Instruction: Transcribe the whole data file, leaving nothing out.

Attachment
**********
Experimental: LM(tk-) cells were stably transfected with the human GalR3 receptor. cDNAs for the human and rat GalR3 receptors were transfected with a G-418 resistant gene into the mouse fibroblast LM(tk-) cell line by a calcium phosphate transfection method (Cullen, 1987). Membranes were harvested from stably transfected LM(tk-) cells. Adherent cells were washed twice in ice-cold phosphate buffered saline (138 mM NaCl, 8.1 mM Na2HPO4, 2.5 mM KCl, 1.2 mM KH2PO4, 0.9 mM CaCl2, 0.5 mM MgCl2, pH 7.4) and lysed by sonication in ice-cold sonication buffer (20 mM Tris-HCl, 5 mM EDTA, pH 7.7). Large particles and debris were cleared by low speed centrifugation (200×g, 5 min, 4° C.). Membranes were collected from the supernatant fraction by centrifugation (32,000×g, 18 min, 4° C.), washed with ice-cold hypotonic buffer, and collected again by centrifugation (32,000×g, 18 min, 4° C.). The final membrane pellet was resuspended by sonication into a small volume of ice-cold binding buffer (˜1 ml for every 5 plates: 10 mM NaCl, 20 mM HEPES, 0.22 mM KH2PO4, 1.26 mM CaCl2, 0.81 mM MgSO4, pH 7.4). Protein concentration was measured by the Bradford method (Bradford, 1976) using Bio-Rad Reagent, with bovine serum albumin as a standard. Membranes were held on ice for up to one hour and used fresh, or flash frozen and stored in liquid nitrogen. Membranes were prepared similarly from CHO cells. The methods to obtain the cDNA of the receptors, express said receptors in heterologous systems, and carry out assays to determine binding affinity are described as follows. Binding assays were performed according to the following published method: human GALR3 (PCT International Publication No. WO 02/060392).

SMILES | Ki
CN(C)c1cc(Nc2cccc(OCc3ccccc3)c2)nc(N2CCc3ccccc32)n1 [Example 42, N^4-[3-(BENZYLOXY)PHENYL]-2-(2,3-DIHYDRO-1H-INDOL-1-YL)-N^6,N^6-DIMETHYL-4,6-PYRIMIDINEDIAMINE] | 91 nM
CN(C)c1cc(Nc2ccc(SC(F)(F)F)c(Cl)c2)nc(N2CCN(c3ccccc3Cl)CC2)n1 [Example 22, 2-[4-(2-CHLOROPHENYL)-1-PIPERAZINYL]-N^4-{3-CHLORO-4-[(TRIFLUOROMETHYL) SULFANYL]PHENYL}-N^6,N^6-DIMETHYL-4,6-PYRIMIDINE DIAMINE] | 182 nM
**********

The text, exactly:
Experimental: LM(tk-) cells were stably transfected with the human GalR3 receptor. cDNAs for the human and rat GalR3 receptors were transfected with a G-418 resistant gene into the mouse fibroblast LM(tk-) cell line by a calcium phosphate transfection method (Cullen, 1987). Membranes were harvested from stably transfected LM(tk-) cells. Adherent cells were washed twice in ice-cold phosphate buffered saline (138 mM NaCl, 8.1 mM Na2HPO4, 2.5 mM KCl, 1.2 mM KH2PO4, 0.9 mM CaCl2, 0.5 mM MgCl2, pH 7.4) and lysed by sonication in ice-cold sonication buffer (20 mM Tris-HCl, 5 mM EDTA, pH 7.7). Large particles and debris were cleared by low speed centrifugation (200×g, 5 min, 4° C.). Membranes were collected from the supernatant fraction by centrifugation (32,000×g, 18 min, 4° C.), washed with ice-cold hypotonic buffer, and collected again by centrifugation (32,000×g, 18 min, 4° C.). The final membrane pellet was resuspended by sonication into a small volume of ice-cold binding buffer (˜1 ml for every 5 plates: 10 mM NaCl, 20 mM HEPES, 0.22 mM KH2PO4, 1.26 mM CaCl2, 0.81 mM MgSO4, pH 7.4). Protein concentration was measured by the Bradford method (Bradford, 1976) using Bio-Rad Reagent, with bovine serum albumin as a standard. Membranes were held on ice for up to one hour and used fresh, or flash frozen and stored in liquid nitrogen. Membranes were prepared similarly from CHO cells. The methods to obtain the cDNA of the receptors, express said receptors in heterologous systems, and carry out assays to determine binding affinity are described as follows. Binding assays were performed according to the following published method: human GALR3 (PCT International Publication No. WO 02/060392).

SMILES | Ki
CN(C)c1cc(Nc2cccc(OCc3ccccc3)c2)nc(N2CCc3ccccc32)n1 [Example 42, N^4-[3-(BENZYLOXY)PHENYL]-2-(2,3-DIHYDRO-1H-INDOL-1-YL)-N^6,N^6-DIMETHYL-4,6-PYRIMIDINEDIAMINE] | 91 nM
CN(C)c1cc(Nc2ccc(SC(F)(F)F)c(Cl)c2)nc(N2CCN(c3ccccc3Cl)CC2)n1 [Example 22, 2-[4-(2-CHLOROPHENYL)-1-PIPERAZINYL]-N^4-{3-CHLORO-4-[(TRIFLUOROMETHYL) SULFANYL]PHENYL}-N^6,N^6-DIMETHYL-4,6-PYRIMIDINE DIAMINE] | 182 nM